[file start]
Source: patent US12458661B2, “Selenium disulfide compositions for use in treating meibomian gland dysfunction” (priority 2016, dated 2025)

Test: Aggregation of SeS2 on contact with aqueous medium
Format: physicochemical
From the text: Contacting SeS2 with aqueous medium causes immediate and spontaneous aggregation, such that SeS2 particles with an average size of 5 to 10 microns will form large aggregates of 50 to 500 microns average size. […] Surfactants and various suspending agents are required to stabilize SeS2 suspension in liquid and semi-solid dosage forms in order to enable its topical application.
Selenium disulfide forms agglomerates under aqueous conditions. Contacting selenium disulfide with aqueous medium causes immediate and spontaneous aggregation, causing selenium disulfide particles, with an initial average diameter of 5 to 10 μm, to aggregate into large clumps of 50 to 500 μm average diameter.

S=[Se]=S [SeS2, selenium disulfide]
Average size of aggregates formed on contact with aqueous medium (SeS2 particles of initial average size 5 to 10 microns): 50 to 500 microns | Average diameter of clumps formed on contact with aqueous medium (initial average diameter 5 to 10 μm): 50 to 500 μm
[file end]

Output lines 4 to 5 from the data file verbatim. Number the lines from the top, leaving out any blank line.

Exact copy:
From the text: Contacting SeS2 with aqueous medium causes immediate and spontaneous aggregation, such that SeS2 particles with an average size of 5 to 10 microns will form large aggregates of 50 to 500 microns average size. […] Surfactants and various suspending agents are required to stabilize SeS2 suspension in liquid and semi-solid dosage forms in order to enable its topical application.
Selenium disulfide forms agglomerates under aqueous conditions. Contacting selenium disulfide with aqueous medium causes immediate and spontaneous aggregation, causing selenium disulfide particles, with an initial average diameter of 5 to 10 μm, to aggregate into large clumps of 50 to 500 μm average diameter.